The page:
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Communication for charities has changed: what’s it mean for reputations?

The job of communications professionals has changed fundamentally in the last decade. Social media, greater consumption of content online, 24-hour news and constant access to emails and the demands they bring have radically changed how any PR or public affairs practitioner does his or her job. But those aren’t the only reasons for change. Many of us have had to adapt how we do things in light of changing public, media and political perceptions of our clients and the sectors they operate in.

A case in point is the third sector, which is dealing with what might be termed an annus horribilis. The world has changed for charities. They face more regular reputational threats – both against individual organisations and the charitable sector as a hole. And this requires changes to how charities are going about their external communications.

There’ve been a number of factors and media stories to get us to this point. But, in a nutshell, charities are still expected to do a great deal of good. At home, this means continuing to support the most vulnerable – but also increasingly providing public services in the face of government austerity and public spending cuts. Internationally, it means bringing aid and relief to some of the most heart-wrenching humanitarian crises imaginable.

The big difference is that attention has shifted, at least somewhat, away from the fantastic work charities do. As a population, we don’t just care anymore about what charities are doing on the ground. We’re also applying greater scrutiny to every facet of their operations. How the work is done is now almost, if not as, important as what is being done.

High profile examples have exacerbated the situation. Many of you will remember the days of headlines about the tragic case of Olive Cooke. And who can forget the long running Kids Company saga? The result has been public criticism of charities by influential commentators – ranging from the Public Administration Select Committee in the Commons to William Shawcross, who heads up the Charities Commission. All of these have demanded charities raise their games in terms of governance and ways of working – while stories about commercial tie-ups, remuneration of charity executives, fundraising tactics and use of fundraising are regulars in the papers. This more critical eye extends to the public. A recent survey reported in the Scotsman revealed one in four Scots was losing confidence in charities’ fundraising.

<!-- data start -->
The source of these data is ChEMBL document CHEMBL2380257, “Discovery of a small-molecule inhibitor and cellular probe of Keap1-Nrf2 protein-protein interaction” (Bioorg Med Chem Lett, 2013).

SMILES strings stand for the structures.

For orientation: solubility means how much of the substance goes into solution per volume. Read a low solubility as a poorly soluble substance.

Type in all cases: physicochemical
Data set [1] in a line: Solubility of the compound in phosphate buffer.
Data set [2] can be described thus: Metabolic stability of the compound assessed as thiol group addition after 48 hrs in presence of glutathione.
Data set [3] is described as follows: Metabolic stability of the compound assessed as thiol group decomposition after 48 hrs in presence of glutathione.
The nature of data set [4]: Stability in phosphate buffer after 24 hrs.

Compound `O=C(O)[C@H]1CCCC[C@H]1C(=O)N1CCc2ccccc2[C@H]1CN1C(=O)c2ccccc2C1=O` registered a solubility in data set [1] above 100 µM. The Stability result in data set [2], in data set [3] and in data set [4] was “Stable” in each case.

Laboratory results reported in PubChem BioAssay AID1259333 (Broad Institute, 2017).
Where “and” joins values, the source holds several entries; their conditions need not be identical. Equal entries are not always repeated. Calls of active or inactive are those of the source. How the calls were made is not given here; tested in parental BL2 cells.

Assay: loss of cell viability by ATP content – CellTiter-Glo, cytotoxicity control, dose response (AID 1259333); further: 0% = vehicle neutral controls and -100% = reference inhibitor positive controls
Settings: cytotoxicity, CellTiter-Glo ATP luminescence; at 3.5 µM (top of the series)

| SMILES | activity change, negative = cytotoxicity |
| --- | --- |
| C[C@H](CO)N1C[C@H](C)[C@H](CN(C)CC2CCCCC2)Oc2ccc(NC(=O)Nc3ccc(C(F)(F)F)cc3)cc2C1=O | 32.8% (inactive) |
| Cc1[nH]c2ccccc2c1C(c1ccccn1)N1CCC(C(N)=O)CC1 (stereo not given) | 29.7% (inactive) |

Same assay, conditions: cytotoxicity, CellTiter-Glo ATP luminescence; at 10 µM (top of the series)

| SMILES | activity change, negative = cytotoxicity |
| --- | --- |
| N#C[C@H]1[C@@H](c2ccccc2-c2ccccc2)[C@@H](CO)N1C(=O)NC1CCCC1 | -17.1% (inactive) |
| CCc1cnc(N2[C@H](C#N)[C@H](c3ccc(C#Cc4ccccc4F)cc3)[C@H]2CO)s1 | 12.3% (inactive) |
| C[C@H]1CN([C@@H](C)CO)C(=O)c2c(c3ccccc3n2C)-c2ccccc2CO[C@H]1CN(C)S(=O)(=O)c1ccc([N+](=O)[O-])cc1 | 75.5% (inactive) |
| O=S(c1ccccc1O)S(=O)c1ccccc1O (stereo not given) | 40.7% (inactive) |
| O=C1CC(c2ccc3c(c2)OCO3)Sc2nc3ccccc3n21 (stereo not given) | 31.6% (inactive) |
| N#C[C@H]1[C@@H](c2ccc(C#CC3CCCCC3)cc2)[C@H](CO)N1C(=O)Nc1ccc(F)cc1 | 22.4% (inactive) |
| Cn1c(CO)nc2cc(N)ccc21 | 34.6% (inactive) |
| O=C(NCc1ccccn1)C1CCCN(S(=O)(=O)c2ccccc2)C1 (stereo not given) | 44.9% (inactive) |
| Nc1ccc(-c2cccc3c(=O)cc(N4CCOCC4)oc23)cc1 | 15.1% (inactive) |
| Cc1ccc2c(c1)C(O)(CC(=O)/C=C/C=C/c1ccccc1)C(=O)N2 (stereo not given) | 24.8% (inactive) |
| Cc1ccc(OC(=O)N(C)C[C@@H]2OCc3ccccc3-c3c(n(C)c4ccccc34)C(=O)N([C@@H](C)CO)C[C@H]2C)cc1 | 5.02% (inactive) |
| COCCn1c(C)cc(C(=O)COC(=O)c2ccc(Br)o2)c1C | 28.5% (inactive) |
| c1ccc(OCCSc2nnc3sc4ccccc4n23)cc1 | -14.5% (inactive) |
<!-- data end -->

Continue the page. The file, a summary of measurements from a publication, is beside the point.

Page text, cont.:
These issues pose reputational threats to the third sector as a whole, rather than just the charities that are the subjects of difficult headlines. The question is then what charities can do in terms of their communications to mitigate these risks.

Doing so requires a bit of change. Charities will now benefit from not only talking about the good they’re doing, but also highlighting how they operate with best practice in their fundraising, back office functions, and governance. The reality is that the vast majority do so. But if no-one talks about it, then negative headlines will continue. Nature, after all, abhors a vacuum.

Secondly, charities need to make sure they’re educating contacts in the media, but also political stakeholders, commentators and the public directly (particularly through social media) about how they go about their work. This is a long-term investment of time, but it means educated audiences willing to consider difficult circumstances in the future with greater understanding.

Finally, charities need to accept the world has changed and this scrutiny isn’t going to go away. We’re seeing the realities already, with questions about fundraising methods, how public money is used by charities, and whether charities should be using public funds to communicate with government. The third sector needs to include planning for these and other issues in long-term strategic planning and external communications.

Hopefully then, it’ll be possible to get back to the incredible work charities are doing and the invaluable contributions they make. Rather than focusing on the how.